The internet is scattered with inspirational quotes for dealing with failure – most, if not all, written in the warm, luxurious hindsight of success. Oscar Wilde, Thomas Edison, Steve Jobs all had strong views on the notion of defeat and its importance in paving our road to success; the way persistence was crucial, the only thing that mattered. As young creatives, however, it’s occasionally difficult to believe them, to trust in the wisdom of a Tumblr meme. You see, we’re just so susceptible to it, rejection, that is — like ambitious little sponges floating aimlessly in an ocean of “No”s — trying, always trying, to do as Beckett suggested and “Try again. Fail again. Fail better.”
Last year, I wrote and directed a short film, something so many young creatives do as means of leaving a mark, making an artistic statement, getting our foot in the door. I poured my life into it; it was my everything, the well in which all my love, pain, and passion settled. I’d stay up until morning, meeting sunrise with a mug of lukewarm coffee as I coursed my pen over each and every line, action, and detail – determined to get it right, determined to tell the story I wanted to tell. You see, storytelling saved my life, and I’ll feel forever indebted to it. When the world was clipping at my heels, pushing me — screaming and bloody-nosed — into the schoolyard pavement; it was storytelling that leant me a hand, helped me to my feet. It gave me reason, it gave me belief, it validated my journey.
And then, it was rejected.
It’s hard to accept that the result of so much of your open, honest expression can lie with such flippancy in the palms of absolute strangers; strangers with lives and dreams of their own, sitting shoulder-to-shoulder in an air-conditioned screening room somewhere uptown as they half-heartedly consider lunch and love and the possibility of parking tickets.
It’s hard to accept the power they hold over your immediate future, the way they could, so easily, divert your path in the direction you so crave.
But that’s how it goes. No matter how much of yourself you pour into your proposal, essay, script, song or painting; there’ll always be someone sitting there, someone you don’t know, caught up in the valid movements of their own life, of their own feelings, of their own existence. They will make a decision — just as you might decide between a coffee and a latte — and more often than not, the decision will be that you’re not good enough, that your art isn’t art enough, that the words you write don’t speak strongly enough, surely enough, loudly enough, on quite the right topic in quite the right way.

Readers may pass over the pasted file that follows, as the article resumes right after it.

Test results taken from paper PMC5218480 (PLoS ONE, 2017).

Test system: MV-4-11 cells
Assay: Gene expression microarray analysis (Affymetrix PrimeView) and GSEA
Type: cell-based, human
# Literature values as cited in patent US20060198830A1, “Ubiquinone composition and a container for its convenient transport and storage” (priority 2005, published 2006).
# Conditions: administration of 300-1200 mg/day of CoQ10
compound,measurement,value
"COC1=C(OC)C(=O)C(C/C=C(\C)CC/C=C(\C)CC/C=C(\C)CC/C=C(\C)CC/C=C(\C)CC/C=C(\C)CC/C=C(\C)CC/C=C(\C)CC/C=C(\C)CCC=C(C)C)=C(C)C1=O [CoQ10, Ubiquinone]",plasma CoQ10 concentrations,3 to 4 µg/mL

And it’s hard.
It’s hard because it’s easy: so easy to let it stop you, to let the rejection emails define your ability, to read the “sorry”s and “unfortunately”s and the “with regret”s and retreat into a place of ungrounded reflection and doubt. To have the cultivation of so much time, money, hope and belief arrive in the cruel form of silence or a generic email will always burn, hurt and cut deep. It’s meant to, it’s a good thing — if it didn’t, it would mean that you didn’t care. But you do care. You’re so hungry for it, so hungry for it in a way they couldn’t possibly understand.
Failure is such a loaded notion because it suggests finality — the indefinite absence of success — but what better a foundation is there on which to build success than that of failure? This is where we get to make a choice, this is our opportunity to grow, to separate ourselves from the crowd. Because most people quit. Most people let the silence press them down, dim their screaming passion to a dull drone.
We mustn’t let it.
We’re not all Lena Dunhams or Jennifer Lawrences. We can’t all be discovered, out of the blue, wandering aimlessly through Times Square. We can’t all land quite so easily, quite so surely, quite so immediately at the exact point on which we aim. It’s not meant to be that easy. We have to accept our failures as fleeting, allow them to fuel the fire on which we run. We need to let them compel us forward, let them motivate our madness.
Because failure, though bundled so tightly in such ugly wrapping, is more a prize than most people can claim. Failure is the hurdle you jumped, the proof of attempt, the way you tried. In order to fail successfully we must accept the validity of their silence, the validity of their copy-and-pasted emails, the validity of their decisions, so far beyond our control. We must not resent them, but welcome them as reason to continue, reason to try again.
Success will taste all the more sweeter for it.